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Adverse Action

Following the Law in Background Checking and Hiring


Why should I care about FCRA compliance?

For employers and business owners, finding and maintaining good hires can be challenging. A single wrong decision can lead to potential liabilities. Companies are increasingly adopting smart, strategic hiring practices that include background checking, credit review, and criminal histories. But employers should be wary; while employment background checks can be helpful in narrowing your applicant pool, employers that don’t comply with the Fair Credit Reporting Act (FCRA) can face legal and financial consequences. GoodHire strongly recommends that employers consult with legal counsel to develop a legally compliant adverse action policy.

What is Adverse Action?

As an employer, you may want to perform a background check on a potential or current employee for reasons including hiring, retention, promotion, or reassignment. In doing so, your company must comply with the FCRA, a law that is enforced by the Federal Trade Commission (FTC). If specific information retrieved from a background check is reason for your business to not hire an individual (or terminate an existing employee), your company must legally pursue an ‘adverse action.’ Adverse action refers to an official legal process that an employer is required to follow as they inform a job candidate or employee that they are not eligible to work for your company due to information found in their background check. At GoodHire, we want to help you understand adverse actions and the legal protocol it requires.

6 Steps to Legally Pursuing Adverse Action:

1. Notify Employees of the Background Check

Before running a background check or requesting a consumer report, you must inform employees that the information could be used in decisions related to their employment. In other words, individuals must be aware that negative results from a screening could prevent them from getting hired and working at your company.

All notifications must stand alone and not be hidden in an employment application. Employers may give a brief description of the nature of the investigation; however, they cannot use additional text or language to confuse or distract from the written notice. Create and maintain honest communication with your employees from the start, and explain to them the background checking process as clearly as possible. Some states limit access to consumer or credit reports, so employers should review applicable state laws.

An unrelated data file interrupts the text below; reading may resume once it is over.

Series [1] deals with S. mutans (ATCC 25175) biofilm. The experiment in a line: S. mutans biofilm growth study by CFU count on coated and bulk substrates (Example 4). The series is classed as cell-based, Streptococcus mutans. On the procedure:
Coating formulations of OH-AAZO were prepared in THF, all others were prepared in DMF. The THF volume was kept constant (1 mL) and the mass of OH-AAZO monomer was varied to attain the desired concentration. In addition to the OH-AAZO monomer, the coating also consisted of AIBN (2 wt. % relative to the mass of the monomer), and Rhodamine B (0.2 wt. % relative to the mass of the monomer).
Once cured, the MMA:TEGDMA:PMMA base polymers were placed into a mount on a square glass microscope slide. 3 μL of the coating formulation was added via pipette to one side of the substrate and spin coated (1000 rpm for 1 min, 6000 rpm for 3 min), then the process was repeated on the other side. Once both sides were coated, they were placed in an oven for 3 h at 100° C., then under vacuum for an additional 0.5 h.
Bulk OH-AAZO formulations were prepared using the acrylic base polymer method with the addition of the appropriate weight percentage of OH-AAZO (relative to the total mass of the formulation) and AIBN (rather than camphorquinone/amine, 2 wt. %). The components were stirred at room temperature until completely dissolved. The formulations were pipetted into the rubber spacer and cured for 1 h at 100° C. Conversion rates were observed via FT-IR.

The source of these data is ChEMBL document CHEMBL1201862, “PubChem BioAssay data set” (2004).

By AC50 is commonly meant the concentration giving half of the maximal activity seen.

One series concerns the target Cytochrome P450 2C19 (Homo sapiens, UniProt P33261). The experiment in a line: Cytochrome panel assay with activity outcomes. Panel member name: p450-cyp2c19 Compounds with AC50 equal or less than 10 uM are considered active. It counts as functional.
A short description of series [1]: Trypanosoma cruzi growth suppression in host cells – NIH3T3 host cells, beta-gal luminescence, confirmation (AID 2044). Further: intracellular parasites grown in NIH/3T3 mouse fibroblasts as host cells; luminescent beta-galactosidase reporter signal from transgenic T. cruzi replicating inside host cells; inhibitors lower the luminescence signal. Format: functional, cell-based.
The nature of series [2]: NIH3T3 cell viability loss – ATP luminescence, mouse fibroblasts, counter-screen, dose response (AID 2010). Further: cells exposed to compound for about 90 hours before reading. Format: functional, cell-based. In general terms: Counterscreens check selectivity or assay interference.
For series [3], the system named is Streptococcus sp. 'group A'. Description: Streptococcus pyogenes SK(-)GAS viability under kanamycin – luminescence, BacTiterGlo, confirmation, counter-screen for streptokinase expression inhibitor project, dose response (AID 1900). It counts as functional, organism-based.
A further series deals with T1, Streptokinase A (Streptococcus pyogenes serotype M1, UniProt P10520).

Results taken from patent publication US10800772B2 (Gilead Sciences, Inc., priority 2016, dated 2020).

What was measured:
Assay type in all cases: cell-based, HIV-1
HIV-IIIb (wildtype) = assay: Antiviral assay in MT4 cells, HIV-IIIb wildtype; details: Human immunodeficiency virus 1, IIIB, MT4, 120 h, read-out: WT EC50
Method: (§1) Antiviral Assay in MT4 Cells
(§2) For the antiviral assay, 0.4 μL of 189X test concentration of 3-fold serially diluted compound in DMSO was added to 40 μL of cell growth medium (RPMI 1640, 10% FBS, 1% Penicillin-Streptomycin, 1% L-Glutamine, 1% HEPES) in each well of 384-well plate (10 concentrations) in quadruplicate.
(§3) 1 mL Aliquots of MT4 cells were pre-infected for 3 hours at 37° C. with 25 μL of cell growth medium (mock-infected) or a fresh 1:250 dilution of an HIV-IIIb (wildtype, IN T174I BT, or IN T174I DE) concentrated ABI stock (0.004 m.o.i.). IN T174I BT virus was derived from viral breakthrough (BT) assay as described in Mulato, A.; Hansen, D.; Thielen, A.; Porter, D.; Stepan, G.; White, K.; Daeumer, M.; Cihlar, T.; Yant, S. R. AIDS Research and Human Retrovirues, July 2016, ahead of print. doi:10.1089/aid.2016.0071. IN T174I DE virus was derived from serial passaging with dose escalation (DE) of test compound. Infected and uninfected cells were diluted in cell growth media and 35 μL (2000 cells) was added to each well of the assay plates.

2. Obtaining Candidate or Employee Consent

Along with an explanation of the screening process, employers must obtain written permission from the applicant or employee. Without explicit consent, you are not authorized to obtain any information or report. You must explicitly indicate your intention to conduct additional background checks during an individual’s employment at your company, if that is the case. As an employer, you must certify that the employee was notified and that you have consent, that you have complied with FCRA requirements, and that you will not misuse information or discriminate based on state or federal equal opportunity laws.

GoodHire Consent Form

3. Provide Information to Candidates

Before you reject a job applicant, reassign or terminate an employee, or deny a promotion, you must provide the employee with a pre-adverse action notice, and a copy of the consumer report responsible for your decision. In addition, you are required to provide a copy of “A Summary of Your Rights Under the Fair Credit Reporting Act,” which should have been provided to you by the third-party company that provided your report.

Pre-Adverse Action Notice Template

4. Review Applicant or Candidate Results

After the appropriate information has been conveyed to the applicant, you (the employer) must also give the applicant or employee the opportunity to review the report and determine whether the information presented is correct. While the FCRA does not clearly state how long employers must wait after providing pre-adverse action, the FTC recommends that employers should “keep in mind the clear purpose of the provision to allow consumers to discuss reports with employers or otherwise respond before action is taken.” The FTC suggests that five business days is a reasonable amount of time.

5. Provide Notice of Adverse Action

After an approximate five-business-day waiting period, you can proceed with adverse action. The employer is legally required to provide an official oral, written, or electronic notice to the applicant or employee. The notice should include the name and address of the consumer reporting company along with a statement that the adverse action is based on information contained in the background report. The employer must also provide a statement that the company supplying the report did not make the decision and cannot give specific reasons for the adverse action. Lastly, the employer needs to include a notice of the applicant or employee’s right to dispute information in the report. The notice should state that the applicant or employee has the right to obtain another free copy of their background report within 60 days.

Adverse Action Notice Template

6. Dispose of Sensitive Documents

Once you are finished reviewing a consumer report or no longer need an applicant’s information, the FCRA requires that you securely dispose of the report, including any information that has been gathered in the process. According to the FTC, burning, pulverizing, or shredding of paper documents are appropriate methods of disposing sensitive documents and information. Electronic information should be completely destroyed, so that it cannot be retrieved or reconstructed.

GoodHire recommends all employers to consult with legal counsel to develop a legally compliant adverse action policy.

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